A traditional classroom has cultural norms that guide behavior. Zoom doesn't have those pre-established expectations, which can make social interactions challenging. 

Apr 15 2020

Tech Tips for Colleges Using Zoom for Remote Learning

While the videoconferencing platform has exploded in popularity for its ease of use, it’s important to fine-tune it for educational use cases.

Last summer, I had the opportunity to teach an undergraduate course in my university’s online summer program. I took a course that I had delivered in person many times and worked with my school’s digital learning team to transform it into a hybrid digital format that combined a series of short five- to 10-minute videos with weekly live online sessions over Zoom. Little did I know that my experiment was setting the stage for the most disruptive change to hit higher education in my career. 

I feel quite fortunate to have that remote class under my belt as I take part in the rush to move online this semester. Here’s some practical advice from that experience that might help you as you adapt to online learning.

Set Ground Rules for Using Zoom Videoconferencing 

In a traditional classroom, we have some cultural norms that guide our behavior. Students and faculty have expectations of each other, and instructors are comfortable stopping disruptive behavior before it impacts the rest of the class. When we get together in Zoom, we don’t have those pre-established expectations, and it can make social interactions challenging. Here are a few ground rules that can help set standards for classroom behavior:

  • Set expectations for camera use but be flexible. Zoom sessions are much more interactive when students and faculty can see each other. At the same time, understand that students were thrown into this situation suddenly, and they might have personal reasons for not showing what’s going on in the background behind them.
  • Allow the use of virtual backgrounds. Using a virtual backdrop hides the clutter behind students and allows them to participate in class without exposing their homes to their classmates. Of course, using virtual backgrounds requires moderation.
  • Require real names. Students should log in with their real names to help facilitate real interaction, especially for classes that never had the opportunity to meet in person.
Source: thefly.com, “Zoom shares slip following reports of data privacy, security issues,” March 31, 2020

Be Mindful of Cybersecurity When Using Zoom

Stories of “Zoom bombing” are hitting the media, as uninvited guests join sessions and share offensive or obscene content. At the University of Southern California, administrators apologized to students and faculty for disruptions to the learning environment. There are two things you can do to prevent such disruption:

  • Require authentication. Zoom allows you to set up authentication profiles for your meetings that restrict them to authenticated users. You can also limit participation to members of your school’s domain. Zoom provides helpful instructions on configuring this setting.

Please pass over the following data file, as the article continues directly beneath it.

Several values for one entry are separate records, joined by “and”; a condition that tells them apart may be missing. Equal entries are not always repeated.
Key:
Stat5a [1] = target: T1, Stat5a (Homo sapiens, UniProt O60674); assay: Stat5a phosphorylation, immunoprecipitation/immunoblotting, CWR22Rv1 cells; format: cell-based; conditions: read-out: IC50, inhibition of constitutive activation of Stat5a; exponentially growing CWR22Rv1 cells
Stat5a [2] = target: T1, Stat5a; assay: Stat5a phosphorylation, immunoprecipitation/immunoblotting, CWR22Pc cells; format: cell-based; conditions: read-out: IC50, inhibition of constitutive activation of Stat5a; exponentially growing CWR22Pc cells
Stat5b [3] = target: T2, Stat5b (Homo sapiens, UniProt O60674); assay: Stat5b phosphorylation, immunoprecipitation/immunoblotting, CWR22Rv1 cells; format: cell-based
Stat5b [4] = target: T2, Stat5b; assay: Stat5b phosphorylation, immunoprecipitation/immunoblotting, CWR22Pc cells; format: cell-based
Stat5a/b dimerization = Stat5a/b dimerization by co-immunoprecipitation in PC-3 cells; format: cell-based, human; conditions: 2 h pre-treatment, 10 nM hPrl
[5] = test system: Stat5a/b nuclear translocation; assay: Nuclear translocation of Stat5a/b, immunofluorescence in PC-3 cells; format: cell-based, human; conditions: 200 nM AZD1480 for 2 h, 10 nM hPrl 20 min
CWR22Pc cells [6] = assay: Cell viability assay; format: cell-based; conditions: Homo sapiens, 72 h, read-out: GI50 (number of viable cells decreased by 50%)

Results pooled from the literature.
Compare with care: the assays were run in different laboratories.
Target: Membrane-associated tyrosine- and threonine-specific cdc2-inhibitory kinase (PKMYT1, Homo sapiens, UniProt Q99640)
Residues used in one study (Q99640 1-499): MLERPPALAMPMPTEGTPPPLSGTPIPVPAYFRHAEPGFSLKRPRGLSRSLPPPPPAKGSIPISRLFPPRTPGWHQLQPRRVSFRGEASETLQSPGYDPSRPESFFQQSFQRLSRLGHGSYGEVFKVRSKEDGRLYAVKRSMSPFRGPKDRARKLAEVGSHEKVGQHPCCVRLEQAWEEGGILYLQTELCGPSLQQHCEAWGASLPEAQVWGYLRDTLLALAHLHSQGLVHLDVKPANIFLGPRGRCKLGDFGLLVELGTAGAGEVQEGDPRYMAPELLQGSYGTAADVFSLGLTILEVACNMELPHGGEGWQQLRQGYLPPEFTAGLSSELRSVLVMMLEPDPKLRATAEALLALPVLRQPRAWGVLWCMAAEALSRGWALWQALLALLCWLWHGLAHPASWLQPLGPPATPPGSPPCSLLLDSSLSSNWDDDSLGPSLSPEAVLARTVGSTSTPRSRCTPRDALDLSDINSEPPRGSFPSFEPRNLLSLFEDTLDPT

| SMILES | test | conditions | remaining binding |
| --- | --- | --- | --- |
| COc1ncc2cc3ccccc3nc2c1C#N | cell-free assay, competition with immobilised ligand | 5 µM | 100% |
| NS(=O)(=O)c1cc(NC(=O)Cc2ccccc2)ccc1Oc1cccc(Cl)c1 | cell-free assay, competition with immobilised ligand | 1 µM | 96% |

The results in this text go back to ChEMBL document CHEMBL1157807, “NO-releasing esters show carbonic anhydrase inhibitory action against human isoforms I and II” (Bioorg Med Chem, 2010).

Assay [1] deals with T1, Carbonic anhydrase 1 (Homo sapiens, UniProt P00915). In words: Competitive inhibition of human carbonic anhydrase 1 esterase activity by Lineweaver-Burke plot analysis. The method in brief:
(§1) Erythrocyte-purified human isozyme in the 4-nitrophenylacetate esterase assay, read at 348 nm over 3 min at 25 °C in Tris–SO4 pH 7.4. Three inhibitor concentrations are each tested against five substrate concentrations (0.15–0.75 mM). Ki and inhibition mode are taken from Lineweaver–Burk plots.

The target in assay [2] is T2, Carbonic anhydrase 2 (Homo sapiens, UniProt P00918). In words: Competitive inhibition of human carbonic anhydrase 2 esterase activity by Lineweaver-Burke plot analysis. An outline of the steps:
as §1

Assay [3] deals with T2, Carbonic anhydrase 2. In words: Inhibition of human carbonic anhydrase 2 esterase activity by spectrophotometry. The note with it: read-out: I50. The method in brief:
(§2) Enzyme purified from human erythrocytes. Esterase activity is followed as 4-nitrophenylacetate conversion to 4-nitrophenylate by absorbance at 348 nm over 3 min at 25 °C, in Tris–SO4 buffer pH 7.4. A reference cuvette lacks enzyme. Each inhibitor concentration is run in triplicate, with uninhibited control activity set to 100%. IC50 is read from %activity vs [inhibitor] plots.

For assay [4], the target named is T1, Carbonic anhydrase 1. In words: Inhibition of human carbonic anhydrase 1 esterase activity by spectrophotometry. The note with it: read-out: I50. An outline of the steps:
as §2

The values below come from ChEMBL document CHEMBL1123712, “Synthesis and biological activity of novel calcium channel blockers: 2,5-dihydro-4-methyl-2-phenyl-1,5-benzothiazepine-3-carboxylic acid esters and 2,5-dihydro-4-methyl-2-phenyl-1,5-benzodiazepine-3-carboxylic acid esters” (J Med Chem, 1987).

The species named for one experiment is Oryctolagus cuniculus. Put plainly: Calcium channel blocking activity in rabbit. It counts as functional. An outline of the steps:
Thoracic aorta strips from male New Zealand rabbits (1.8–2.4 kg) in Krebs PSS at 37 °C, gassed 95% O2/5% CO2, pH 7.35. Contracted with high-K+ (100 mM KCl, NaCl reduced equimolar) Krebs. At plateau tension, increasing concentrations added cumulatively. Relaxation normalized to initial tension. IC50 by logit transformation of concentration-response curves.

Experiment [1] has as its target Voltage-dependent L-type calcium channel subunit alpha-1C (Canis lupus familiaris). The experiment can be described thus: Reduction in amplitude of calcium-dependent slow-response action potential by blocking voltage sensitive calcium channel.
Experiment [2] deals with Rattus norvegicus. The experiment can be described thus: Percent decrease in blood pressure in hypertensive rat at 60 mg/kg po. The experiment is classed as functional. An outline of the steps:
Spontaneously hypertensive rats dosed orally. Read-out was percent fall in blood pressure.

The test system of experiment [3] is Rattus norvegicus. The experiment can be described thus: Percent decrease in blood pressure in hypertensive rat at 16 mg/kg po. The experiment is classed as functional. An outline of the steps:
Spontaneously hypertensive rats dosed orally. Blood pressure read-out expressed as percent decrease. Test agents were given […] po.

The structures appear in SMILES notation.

• Prevent screen sharing. If you don’t plan to have students share their screens, you can disable screen sharing for everyone except the host in the Advanced Sharing Options of an active Zoom session. Just choose the setting “Only Host” for “Who can share?” as shown below:
Zoom Advanced Sharing Options

Also, make sure that your use of Zoom is sanctioned by your institution. Using an institution-sponsored account provides you with the FERPA protections included in your institution’s contract. Those protections aren’t available with free Zoom accounts that you set up yourself.

Seek Input More Actively When Remote Teaching

We all know that it’s sometimes difficult to get students talking in a live classroom. That difficulty is exacerbated in an online setting, where students can hide behind a deactivated camera and sit passively through a class. Engaging students over a Zoom session is possible, but it may require more aggressive tactics. Here are a few ideas:

  • Don’t be afraid of awkward silences. If you ask a question and just wait until someone speaks, students will become just as uncomfortable as you. Someone will finally break the silence, and you’ll set the tone that participation is expected.
  • Cold call the lurkers. If students are hiding in the background, just cold call them the way that you might in a normal classroom. You might wind up embarrassing a couple of students, but you’ll change everyone’s behavior moving forward.

MORE ON EDTECH: 3 Remote Learning Technology Must-Haves for Higher Education

Take Advantage of Zoom Video Conferencing Breakout Rooms

Zoom’s breakout rooms feature is a great way to facilitate group discussions that break up the monotony of an extended online session. Try to find a way to incorporate them into your class. When I teach classes that involve coding, I often give the students a small coding challenge and then send them off to small group breakout rooms to work on them together for 10 minutes before bringing them back and asking one group to present their problem.  While students are in breakout rooms, they’re in a private Zoom session with the members of their small group. They can raise their hands virtually and ask the instructor to drop in on them to answer questions or provide advice. This approach might work well for working on problem sets or tackling a discussion question.

Most important, remember that we’re all in this together. Share some advice and support with colleagues at your institution and online. We can all learn from each other’s experiences as we navigate the waters of online teaching.


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